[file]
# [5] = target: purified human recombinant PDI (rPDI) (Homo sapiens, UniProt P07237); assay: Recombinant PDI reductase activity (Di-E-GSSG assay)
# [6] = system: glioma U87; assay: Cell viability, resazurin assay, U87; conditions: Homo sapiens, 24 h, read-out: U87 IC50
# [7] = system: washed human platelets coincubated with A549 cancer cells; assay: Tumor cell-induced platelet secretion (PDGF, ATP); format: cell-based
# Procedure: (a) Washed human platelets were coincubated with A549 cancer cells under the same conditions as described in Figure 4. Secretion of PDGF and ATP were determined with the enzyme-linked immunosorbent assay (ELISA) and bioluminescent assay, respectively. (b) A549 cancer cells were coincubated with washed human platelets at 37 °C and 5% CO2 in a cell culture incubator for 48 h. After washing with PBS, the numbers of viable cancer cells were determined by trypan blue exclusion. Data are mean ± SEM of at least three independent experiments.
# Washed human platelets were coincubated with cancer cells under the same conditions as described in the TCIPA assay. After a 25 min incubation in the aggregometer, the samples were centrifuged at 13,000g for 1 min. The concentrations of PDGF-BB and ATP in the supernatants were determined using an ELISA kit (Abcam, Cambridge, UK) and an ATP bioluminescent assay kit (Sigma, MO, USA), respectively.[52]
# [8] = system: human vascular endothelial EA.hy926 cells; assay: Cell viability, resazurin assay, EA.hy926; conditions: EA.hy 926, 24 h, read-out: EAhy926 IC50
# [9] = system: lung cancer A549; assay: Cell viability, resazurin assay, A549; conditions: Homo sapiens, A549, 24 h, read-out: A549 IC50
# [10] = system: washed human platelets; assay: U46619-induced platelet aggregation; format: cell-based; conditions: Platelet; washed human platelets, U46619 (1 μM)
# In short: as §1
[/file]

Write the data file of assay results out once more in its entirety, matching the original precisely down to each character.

# [5] = target: purified human recombinant PDI (rPDI) (Homo sapiens, UniProt P07237); assay: Recombinant PDI reductase activity (Di-E-GSSG assay)
# [6] = system: glioma U87; assay: Cell viability, resazurin assay, U87; conditions: Homo sapiens, 24 h, read-out: U87 IC50
# [7] = system: washed human platelets coincubated with A549 cancer cells; assay: Tumor cell-induced platelet secretion (PDGF, ATP); format: cell-based
# Procedure: (a) Washed human platelets were coincubated with A549 cancer cells under the same conditions as described in Figure 4. Secretion of PDGF and ATP were determined with the enzyme-linked immunosorbent assay (ELISA) and bioluminescent assay, respectively. (b) A549 cancer cells were coincubated with washed human platelets at 37 °C and 5% CO2 in a cell culture incubator for 48 h. After washing with PBS, the numbers of viable cancer cells were determined by trypan blue exclusion. Data are mean ± SEM of at least three independent experiments.
# Washed human platelets were coincubated with cancer cells under the same conditions as described in the TCIPA assay. After a 25 min incubation in the aggregometer, the samples were centrifuged at 13,000g for 1 min. The concentrations of PDGF-BB and ATP in the supernatants were determined using an ELISA kit (Abcam, Cambridge, UK) and an ATP bioluminescent assay kit (Sigma, MO, USA), respectively.[52]
# [8] = system: human vascular endothelial EA.hy926 cells; assay: Cell viability, resazurin assay, EA.hy926; conditions: EA.hy 926, 24 h, read-out: EAhy926 IC50
# [9] = system: lung cancer A549; assay: Cell viability, resazurin assay, A549; conditions: Homo sapiens, A549, 24 h, read-out: A549 IC50
# [10] = system: washed human platelets; assay: U46619-induced platelet aggregation; format: cell-based; conditions: Platelet; washed human platelets, U46619 (1 μM)
# In short: as §1